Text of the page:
The claim related to allegations that, after terminating Claimant without just cause, Respondent misappropriated Claimant's entire book of business and falsely accused Claimant of failing to disclose outside business activities and not consistently meeting corporate sales goals.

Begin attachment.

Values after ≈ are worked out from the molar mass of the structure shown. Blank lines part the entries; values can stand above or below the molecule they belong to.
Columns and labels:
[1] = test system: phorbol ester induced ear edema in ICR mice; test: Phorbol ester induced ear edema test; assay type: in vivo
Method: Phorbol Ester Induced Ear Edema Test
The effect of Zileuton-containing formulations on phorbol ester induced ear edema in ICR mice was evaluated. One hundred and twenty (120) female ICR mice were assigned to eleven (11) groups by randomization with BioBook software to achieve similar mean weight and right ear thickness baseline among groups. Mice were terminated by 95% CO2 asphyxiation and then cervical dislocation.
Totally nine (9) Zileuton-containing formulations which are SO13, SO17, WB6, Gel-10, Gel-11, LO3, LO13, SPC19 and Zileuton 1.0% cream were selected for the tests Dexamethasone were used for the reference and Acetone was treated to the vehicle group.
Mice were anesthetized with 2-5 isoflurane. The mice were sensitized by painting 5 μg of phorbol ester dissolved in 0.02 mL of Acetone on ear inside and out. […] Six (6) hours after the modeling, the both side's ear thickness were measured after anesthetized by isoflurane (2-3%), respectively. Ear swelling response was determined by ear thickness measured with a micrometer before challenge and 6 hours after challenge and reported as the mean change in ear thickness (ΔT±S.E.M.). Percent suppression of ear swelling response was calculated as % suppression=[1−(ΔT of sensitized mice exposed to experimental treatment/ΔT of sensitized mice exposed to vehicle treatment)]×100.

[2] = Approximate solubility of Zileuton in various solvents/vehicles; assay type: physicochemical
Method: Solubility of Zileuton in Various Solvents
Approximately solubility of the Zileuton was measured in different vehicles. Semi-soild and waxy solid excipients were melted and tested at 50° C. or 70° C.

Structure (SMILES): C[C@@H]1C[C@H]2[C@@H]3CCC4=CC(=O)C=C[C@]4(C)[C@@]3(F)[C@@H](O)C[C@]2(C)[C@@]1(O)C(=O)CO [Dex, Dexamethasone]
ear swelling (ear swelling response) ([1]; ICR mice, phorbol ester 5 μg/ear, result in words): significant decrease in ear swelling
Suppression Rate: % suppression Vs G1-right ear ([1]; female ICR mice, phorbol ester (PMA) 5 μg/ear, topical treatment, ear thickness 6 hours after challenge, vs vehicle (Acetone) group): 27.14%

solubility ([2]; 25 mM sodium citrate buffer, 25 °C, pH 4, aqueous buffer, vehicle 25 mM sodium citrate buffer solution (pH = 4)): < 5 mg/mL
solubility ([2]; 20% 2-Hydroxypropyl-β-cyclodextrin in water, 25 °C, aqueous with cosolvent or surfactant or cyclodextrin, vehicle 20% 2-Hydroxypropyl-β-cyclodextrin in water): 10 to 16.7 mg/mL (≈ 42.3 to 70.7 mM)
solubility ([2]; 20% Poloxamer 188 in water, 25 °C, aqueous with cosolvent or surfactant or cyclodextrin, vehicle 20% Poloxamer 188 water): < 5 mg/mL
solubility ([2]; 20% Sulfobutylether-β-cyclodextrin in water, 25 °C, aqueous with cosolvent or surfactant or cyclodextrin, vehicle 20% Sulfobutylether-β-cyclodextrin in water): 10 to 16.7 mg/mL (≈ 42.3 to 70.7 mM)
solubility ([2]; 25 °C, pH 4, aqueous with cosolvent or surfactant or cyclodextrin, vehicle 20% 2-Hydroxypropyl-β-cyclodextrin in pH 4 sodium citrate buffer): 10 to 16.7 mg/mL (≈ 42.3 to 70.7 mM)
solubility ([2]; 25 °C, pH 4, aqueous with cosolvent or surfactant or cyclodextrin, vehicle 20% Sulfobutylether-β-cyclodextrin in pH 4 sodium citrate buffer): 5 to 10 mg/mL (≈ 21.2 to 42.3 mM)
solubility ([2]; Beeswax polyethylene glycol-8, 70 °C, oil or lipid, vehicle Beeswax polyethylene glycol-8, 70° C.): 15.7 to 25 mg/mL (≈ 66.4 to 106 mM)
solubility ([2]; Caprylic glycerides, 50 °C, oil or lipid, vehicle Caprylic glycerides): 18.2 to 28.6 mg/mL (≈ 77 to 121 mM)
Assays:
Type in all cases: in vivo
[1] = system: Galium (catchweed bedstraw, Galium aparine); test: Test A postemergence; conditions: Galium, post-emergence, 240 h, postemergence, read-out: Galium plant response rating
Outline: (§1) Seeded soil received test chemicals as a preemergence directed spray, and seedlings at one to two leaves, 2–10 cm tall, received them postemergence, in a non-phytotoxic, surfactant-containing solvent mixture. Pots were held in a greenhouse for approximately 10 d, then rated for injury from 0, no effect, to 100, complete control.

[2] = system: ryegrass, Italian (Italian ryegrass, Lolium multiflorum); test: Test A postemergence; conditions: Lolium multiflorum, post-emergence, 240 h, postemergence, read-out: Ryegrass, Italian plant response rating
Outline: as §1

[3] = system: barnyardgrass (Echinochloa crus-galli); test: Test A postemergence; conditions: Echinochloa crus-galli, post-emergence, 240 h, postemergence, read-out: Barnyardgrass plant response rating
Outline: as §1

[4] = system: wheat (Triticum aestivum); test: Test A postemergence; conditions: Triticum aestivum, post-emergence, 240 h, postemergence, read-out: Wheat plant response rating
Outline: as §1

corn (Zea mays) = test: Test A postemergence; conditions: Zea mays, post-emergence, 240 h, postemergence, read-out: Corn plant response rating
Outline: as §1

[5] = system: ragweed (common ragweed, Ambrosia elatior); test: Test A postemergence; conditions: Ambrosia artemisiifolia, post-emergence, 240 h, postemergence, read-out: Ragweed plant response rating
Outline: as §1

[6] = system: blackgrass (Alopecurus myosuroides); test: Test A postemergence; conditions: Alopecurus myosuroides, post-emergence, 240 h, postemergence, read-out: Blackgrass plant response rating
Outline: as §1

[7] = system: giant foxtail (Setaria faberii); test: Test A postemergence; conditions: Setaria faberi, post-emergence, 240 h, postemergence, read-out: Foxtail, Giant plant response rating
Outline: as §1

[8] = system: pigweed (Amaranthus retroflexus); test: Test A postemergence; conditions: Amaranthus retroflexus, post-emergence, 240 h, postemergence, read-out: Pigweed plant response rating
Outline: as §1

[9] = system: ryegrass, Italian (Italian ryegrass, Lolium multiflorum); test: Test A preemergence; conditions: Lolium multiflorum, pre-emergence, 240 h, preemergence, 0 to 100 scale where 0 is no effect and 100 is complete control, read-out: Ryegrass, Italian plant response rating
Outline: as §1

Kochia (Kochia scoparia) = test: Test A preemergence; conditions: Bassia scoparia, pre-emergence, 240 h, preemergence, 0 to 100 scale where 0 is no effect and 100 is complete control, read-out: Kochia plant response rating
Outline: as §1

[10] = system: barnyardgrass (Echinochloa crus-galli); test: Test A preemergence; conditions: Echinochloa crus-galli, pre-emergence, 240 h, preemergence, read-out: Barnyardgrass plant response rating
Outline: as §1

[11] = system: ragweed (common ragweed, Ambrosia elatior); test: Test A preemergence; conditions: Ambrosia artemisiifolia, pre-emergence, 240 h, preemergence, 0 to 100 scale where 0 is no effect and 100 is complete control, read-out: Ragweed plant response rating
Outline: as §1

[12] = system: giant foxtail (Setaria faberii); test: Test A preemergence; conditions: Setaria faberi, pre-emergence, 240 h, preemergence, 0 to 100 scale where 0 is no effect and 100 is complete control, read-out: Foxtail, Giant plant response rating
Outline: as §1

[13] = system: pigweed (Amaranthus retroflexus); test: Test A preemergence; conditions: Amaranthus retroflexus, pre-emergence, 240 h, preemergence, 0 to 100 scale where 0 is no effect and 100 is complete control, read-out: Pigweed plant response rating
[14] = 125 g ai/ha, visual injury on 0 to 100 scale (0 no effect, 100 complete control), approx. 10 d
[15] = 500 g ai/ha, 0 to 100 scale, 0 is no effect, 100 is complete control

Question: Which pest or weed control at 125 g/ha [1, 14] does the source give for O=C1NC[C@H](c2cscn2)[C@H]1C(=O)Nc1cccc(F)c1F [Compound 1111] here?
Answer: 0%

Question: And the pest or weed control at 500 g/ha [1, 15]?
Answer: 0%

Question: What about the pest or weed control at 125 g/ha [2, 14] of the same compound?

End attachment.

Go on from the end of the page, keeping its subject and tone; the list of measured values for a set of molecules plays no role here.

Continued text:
a) Damages for the lost income for the revenues he expected to make over the next ten (10) years of over $200,000.00-$300,000.00;b) Lost benefits for reimbursement of lost vacation compensation;c) Damages of approximately $1,200,000.00, as a result of Claimant's lost book of business;d) A declaration that the covenants against competition in Claimant's agreements with Respondent are null and void;e) Expungement of Claimant's Form U5 filed by Respondent;f) Costs, expenses, and disbursements associated with his filing of this claim and defending and having to respond to FINRA inquiries regarding the language on the Form U5, including attorneys', expert fees, and interest;g) Punitive damages; andh) Such other relief as the Panel deems just and proper.